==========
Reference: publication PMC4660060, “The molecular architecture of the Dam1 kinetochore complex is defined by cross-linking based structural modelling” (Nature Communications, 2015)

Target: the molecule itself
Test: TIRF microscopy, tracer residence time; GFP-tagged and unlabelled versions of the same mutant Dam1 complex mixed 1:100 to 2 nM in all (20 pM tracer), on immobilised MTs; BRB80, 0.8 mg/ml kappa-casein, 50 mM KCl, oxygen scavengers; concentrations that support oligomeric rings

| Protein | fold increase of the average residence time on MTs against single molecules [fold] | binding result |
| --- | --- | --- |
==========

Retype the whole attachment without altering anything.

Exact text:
Reference: publication PMC4660060, “The molecular architecture of the Dam1 kinetochore complex is defined by cross-linking based structural modelling” (Nature Communications, 2015)

Target: the molecule itself
Test: TIRF microscopy, tracer residence time; GFP-tagged and unlabelled versions of the same mutant Dam1 complex mixed 1:100 to 2 nM in all (20 pM tracer), on immobilised MTs; BRB80, 0.8 mg/ml kappa-casein, 50 mM KCl, oxygen scavengers; concentrations that support oligomeric rings

| Protein | fold increase of the average residence time on MTs against single molecules [fold] | binding result |
| --- | --- | --- |